Finding Beijing's Not-So-Hidden Art Treasure
ALEX CHADWICK, host:
OK, you get bored with the Olympics in Beijing. How about some of the other tourist sites, about the new China? Places like the 798 Art District. This was actually the third most popular foreign tourist site in Beijing last year. Jamila Trindle reports.
JAMILA TRINDLE: In a renovated factory district out toward the airport, another gallery is opening. First, artists turned these old warehouses into studios. Then, in the past five years, there was a second transformation, from artist colony into swank gallery and shopping district.
Mr. LENG LIN (President, Pace Beijing): At this moment, you can feel a lot of energy happening here. In the near future, you know, Beijing will be definitely an art center in the world. Mr. LIN: A lot of important, you know, collectors will travel to Beijing, and they'll make the opening shows, and to let them see, you know, what's happening in Beijing.
TRINDLE: It's not just collectors who want to see what's happening. Tourists were on the streets, sipping coffee, popping into galleries and buying souvenirs. There are world-class galleries but nestled between them, you can find just about anything: Tibetan handicrafts, Mao T-shirts. There's even a taxidermist with sheep heads mounted on the wall who offers to stuff your pet for posterity.
But before the tourists came, 798 was just a few artists trying to keep the factory owners from evicting them. And at one point, the government was even planning to tear the whole place down. Huang Rui was one of those early settlers. He recalls what happened when he tried to start an art festival.
Mr. HUANG RUI (Beijing Artist): (Through translator) The local factory owner and the local government official were in complete control. They could just make decisions, so they just announced: We're canceling your art festival. Mr. RUI: (Through translator) But when this place became an art area, everything became about economics. Bigger galleries replaced smaller galleries. A big arts center took the place of many small galleries and restaurants. Mr. HUANG DU (Independent Curator, Beijing): (Through translator) This cultural industry or art industry is the same as the rest of the economy and follows the Chinese economic model. So the government just thought, oh, this is in our interest. So they accepted it and started promoting it.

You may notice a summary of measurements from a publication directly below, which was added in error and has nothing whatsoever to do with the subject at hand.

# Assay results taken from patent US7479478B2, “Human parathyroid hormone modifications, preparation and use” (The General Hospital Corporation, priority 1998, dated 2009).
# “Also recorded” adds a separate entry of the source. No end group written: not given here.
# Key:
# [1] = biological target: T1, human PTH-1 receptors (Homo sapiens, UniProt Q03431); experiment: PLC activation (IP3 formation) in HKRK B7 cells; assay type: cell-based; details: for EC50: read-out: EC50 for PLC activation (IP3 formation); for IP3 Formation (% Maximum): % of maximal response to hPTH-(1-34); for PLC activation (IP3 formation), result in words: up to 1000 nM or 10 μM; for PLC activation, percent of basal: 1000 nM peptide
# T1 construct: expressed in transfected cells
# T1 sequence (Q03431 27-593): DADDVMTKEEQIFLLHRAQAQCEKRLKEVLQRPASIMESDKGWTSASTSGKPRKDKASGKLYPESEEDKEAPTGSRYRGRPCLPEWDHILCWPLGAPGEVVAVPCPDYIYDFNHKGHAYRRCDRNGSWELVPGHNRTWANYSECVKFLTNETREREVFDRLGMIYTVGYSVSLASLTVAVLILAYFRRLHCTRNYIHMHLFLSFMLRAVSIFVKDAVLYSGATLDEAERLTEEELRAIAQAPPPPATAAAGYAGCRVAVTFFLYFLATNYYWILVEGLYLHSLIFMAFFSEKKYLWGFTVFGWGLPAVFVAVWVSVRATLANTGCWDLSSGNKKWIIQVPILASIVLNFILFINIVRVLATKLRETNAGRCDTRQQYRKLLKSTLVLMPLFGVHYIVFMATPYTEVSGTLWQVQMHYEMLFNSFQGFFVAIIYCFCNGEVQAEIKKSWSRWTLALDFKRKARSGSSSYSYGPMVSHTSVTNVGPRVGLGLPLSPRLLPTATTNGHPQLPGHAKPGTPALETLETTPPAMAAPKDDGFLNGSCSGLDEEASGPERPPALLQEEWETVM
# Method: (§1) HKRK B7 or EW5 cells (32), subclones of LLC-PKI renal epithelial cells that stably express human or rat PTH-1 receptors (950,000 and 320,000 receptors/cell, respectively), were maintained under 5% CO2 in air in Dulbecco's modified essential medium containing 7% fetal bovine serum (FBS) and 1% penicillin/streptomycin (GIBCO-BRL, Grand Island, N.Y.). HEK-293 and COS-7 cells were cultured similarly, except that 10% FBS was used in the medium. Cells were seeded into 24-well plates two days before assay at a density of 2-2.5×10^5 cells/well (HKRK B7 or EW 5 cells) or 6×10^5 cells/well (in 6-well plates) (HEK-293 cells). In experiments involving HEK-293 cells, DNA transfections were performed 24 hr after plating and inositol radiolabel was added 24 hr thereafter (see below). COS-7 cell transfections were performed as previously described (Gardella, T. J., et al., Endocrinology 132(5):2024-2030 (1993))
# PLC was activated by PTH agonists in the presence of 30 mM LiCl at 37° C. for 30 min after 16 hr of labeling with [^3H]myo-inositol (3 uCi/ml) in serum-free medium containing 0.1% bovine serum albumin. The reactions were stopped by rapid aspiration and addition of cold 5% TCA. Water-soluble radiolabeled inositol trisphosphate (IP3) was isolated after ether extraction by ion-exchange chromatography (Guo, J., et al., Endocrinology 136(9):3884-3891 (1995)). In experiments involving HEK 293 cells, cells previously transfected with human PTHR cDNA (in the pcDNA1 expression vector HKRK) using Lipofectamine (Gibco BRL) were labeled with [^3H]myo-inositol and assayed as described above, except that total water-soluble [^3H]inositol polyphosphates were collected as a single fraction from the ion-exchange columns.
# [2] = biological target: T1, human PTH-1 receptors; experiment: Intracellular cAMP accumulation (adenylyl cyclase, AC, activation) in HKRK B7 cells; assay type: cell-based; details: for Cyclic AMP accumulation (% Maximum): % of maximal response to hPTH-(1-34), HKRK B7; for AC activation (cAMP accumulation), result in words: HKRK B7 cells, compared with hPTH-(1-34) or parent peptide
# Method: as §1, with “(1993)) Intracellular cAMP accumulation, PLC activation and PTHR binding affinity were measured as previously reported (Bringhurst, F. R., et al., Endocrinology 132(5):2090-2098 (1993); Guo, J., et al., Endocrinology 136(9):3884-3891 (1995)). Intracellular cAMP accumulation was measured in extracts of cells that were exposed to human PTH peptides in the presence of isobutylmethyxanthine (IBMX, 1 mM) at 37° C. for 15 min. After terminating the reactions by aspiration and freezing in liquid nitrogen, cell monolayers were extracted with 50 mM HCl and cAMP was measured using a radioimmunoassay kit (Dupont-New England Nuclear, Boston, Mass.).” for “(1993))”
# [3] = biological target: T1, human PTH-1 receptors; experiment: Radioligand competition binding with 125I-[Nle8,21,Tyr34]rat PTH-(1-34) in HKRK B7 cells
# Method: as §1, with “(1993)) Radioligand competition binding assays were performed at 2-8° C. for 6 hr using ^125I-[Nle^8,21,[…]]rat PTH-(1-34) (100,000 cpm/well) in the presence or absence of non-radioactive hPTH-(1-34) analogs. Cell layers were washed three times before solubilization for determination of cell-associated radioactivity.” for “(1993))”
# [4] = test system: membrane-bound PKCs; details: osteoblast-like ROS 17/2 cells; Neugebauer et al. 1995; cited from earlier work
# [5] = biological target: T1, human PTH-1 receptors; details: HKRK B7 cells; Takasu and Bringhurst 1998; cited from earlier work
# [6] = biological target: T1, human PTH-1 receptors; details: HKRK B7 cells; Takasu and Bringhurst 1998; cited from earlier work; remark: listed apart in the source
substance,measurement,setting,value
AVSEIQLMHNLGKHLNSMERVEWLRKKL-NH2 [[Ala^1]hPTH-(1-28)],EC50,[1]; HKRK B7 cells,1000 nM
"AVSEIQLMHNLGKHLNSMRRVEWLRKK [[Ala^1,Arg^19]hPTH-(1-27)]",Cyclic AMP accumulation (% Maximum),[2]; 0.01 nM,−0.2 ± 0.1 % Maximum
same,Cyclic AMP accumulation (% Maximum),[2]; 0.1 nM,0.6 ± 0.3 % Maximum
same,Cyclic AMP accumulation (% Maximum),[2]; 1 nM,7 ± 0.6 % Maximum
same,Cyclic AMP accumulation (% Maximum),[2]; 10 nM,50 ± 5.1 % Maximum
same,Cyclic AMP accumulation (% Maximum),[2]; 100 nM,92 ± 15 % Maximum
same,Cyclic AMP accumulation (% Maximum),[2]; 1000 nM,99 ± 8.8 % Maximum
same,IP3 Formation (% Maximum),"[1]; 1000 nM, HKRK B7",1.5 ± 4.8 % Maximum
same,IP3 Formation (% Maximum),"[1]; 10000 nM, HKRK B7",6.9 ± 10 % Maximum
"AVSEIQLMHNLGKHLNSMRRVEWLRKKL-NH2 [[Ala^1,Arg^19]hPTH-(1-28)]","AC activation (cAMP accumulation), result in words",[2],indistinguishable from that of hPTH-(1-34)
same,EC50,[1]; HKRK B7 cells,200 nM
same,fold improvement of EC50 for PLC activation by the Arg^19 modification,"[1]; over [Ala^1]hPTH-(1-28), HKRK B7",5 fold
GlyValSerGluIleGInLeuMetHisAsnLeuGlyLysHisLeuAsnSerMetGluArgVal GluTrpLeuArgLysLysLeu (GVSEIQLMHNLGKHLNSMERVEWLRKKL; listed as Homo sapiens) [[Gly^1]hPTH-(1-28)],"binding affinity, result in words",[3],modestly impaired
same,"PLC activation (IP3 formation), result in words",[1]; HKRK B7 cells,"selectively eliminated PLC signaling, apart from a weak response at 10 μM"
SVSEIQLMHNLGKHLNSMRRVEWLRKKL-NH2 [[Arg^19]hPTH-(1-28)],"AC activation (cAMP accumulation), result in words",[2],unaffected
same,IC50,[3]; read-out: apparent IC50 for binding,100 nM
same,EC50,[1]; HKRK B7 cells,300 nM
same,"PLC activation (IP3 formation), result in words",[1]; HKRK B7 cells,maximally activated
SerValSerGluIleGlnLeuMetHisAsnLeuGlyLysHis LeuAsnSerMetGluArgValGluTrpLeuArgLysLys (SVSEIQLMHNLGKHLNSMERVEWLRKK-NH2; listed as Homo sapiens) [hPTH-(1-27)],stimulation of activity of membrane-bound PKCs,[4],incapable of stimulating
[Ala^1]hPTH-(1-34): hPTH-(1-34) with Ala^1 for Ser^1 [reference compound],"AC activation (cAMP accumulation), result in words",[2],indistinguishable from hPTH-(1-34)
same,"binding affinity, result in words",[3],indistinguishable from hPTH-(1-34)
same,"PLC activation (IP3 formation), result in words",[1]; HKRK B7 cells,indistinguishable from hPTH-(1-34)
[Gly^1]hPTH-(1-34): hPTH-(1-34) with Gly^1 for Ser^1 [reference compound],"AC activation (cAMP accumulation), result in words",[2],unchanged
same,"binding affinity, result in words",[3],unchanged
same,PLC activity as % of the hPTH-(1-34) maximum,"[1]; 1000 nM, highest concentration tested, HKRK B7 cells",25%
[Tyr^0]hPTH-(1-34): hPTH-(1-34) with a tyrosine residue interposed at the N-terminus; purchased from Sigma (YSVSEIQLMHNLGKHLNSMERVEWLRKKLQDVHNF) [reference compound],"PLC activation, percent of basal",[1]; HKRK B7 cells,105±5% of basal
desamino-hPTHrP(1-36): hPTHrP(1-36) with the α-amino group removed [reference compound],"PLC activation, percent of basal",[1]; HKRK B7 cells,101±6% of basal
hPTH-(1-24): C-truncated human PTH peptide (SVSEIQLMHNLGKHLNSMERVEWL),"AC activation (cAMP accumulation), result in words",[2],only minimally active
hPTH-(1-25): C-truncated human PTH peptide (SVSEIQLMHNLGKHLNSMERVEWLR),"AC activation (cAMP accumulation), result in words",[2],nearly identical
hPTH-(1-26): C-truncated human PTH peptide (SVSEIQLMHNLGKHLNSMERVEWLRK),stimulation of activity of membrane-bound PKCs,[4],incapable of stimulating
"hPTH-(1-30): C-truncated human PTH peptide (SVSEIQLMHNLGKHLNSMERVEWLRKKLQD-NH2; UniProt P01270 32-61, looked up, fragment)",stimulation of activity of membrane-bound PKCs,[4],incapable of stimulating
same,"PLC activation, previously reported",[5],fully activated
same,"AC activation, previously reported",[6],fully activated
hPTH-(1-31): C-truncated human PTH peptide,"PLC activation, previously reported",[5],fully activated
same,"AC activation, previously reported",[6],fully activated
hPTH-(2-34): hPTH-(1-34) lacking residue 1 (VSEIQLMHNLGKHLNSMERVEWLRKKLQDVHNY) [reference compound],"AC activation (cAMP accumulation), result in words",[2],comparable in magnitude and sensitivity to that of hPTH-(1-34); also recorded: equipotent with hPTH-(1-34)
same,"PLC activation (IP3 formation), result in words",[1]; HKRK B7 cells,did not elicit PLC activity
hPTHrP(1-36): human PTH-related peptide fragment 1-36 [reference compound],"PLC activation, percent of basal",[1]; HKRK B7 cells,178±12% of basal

TRINDLE: This commercial outlook has led many to wonder whether 798, like the rest of the art market in China, is too commercial to still be creative. Wu Shao Yen (ph) is one of the curators of a new international art center in the area.
Ms. WU SHAO WEN (Art Curator): (Through translator) Now, I think they're controlled by another power, the market. It interferes with their creativity and limits their freedom.
TRINDLE: Or the increased commercialism could mean 798 is becoming more professional. That's what Leng Lin thinks. He's opening the new Pace gallery that will include both Chinese and foreign artists. This is what always happens, he says. Artists move out, and the place becomes more established. Think SoHo or Chelsea. This kind of established art area can be really good for Beijing and for China.
Mr. LIN: To see the international art, not only from New York or from Berlin's place or from London, but also, you know, it's very most exciting. From Beijing, you can see the world.
TRINDLE: It's no longer the grungy creative center, but 798 is a place to see what China has to offer the rest of the art world. For NPR News, I'm Jamila Trindle in Beijing.
NPR transcripts are created on a rush deadline by Verb8tm, Inc., an NPR contractor, and produced using a proprietary transcription process developed with NPR. This text may not be in its final form and may be updated or revised in the future. Accuracy and availability may vary. The authoritative record of NPR’s programming is the audio record.